Turkey’s recent decision to permit American warplanes to use the Incirlik base to launch air attacks is a much needed shot in the arm for the Obama administration’s battle against ISIS. But alone it is unlikely to be the game changer the United States hopes for. Any strategy is doomed to failure if it ignores that ISIS is not merely killing people, but also killing the ideas that have served as the region’s defense mechanism against Islamic extremism for the past several decades. While the U.S.-led coalition is focused on rolling back ISIS from territory it has captured in Iraq and Syria, it is missing the fact that this group’s strategy is to systematically destroy the idea of the nation and nationalist identity as the organizing principles for the Middle East. And ISIS is playing out this strategy in Syria and Iraq, currently the soft underbelly of the Arab world, where national bonds have already been weakened by colonial legacies and civil wars. Unless ISIS’s strategy is countered, it is quite possible that the ideological carnage could spread more widely throughout the region, weakening even stronger countries with more coherent national identities, like Turkey and Egypt. While the United States can’t fight the ideological battle directly, by using military and diplomatic means it can buy the time necessary for regional leaders to marshal a response and launch a more effective ideological counterattack. If this doesn’t occur, it is possible that the ideological damage inflicted by ISIS could become permanent, even if the group itself is eventually defeated.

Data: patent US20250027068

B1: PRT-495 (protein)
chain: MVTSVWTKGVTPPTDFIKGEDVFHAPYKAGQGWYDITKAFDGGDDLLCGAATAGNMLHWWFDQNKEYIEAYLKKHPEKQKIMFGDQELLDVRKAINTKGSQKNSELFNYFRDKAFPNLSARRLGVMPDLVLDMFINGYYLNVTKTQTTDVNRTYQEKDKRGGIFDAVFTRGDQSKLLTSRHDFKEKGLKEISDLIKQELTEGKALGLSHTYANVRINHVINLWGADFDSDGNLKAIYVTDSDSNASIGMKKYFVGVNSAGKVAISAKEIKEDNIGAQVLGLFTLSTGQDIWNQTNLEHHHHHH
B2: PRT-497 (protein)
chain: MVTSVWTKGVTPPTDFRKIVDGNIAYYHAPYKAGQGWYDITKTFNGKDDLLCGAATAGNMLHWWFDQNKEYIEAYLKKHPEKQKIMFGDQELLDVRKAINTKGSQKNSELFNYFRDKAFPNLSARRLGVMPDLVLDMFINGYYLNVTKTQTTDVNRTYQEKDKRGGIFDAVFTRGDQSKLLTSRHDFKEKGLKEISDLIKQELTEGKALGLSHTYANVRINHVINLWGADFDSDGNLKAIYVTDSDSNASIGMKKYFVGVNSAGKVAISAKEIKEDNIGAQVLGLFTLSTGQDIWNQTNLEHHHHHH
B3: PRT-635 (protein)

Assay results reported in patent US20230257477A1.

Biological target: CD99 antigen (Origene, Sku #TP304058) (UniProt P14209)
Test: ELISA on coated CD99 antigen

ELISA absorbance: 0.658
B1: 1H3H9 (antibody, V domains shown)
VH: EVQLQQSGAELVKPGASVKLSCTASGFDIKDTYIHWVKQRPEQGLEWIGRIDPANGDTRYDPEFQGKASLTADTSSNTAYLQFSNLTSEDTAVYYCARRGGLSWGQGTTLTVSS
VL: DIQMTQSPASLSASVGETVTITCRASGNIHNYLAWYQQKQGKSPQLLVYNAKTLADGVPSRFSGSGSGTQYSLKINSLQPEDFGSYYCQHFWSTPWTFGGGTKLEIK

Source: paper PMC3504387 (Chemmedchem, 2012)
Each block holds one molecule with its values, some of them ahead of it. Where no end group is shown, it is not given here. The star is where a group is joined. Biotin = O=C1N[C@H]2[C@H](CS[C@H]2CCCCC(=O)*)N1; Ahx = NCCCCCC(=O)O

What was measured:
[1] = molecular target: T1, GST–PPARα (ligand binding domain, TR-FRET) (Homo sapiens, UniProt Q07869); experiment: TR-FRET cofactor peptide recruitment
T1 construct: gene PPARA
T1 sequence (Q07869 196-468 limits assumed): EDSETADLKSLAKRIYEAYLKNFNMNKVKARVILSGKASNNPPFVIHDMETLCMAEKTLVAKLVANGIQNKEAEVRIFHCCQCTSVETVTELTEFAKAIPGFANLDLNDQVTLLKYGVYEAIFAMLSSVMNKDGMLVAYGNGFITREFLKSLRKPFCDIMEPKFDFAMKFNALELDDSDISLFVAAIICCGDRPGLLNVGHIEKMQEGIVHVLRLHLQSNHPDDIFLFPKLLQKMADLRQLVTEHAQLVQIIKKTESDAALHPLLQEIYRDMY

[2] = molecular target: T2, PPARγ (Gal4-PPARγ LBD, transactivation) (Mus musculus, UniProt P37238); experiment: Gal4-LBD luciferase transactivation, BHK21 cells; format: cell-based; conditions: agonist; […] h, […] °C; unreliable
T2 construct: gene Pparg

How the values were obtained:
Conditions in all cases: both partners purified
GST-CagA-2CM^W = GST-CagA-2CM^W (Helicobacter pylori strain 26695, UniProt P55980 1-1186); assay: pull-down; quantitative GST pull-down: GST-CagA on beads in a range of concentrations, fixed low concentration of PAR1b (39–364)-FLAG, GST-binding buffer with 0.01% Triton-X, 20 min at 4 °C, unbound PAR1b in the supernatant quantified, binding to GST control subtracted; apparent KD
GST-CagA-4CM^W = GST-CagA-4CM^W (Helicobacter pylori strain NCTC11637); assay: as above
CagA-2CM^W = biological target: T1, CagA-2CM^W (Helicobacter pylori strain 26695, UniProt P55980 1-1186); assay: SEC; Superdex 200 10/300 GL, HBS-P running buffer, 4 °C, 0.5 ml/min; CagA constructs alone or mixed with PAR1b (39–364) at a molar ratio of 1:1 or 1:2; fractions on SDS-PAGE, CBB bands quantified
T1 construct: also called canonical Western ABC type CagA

What is striking is that ISIS’s strategy comes right out of the playbook used by the West nearly one hundred years ago. At the highest level, ISIS’s strategy is to reverse the historical turn that occurred when the Ottoman Empire, the last recognized Islamic caliphate, was brought to its knees in part by the rise of Arab and Turkish nationalism, and the exploitation of this new phenomenon by the British and French. It would be fair to say that nationalism was one of the most potent weapons used to bring down an already decaying Ottoman Empire. ISIS is now turning the tables, using political Islam and the lure of a new caliphate as weapons to undermine the current weakened nationalist order in the Arab Middle East. It is tapping into a belief that the pre-nationalist Islamic era represents the glorious halcyon days for the Arab world, while the later era in which secular nationalism flourished was one of decline and foreign domination. And these ideas aren’t just propagated through ISIS’s slick communication strategy, but are also integrated into a military strategy that is aimed at destroying any vestiges of nationalist identity. And by so doing, it is leaving large swaths of the region ideologically defenseless against the ideas and depraved practices of ISIS.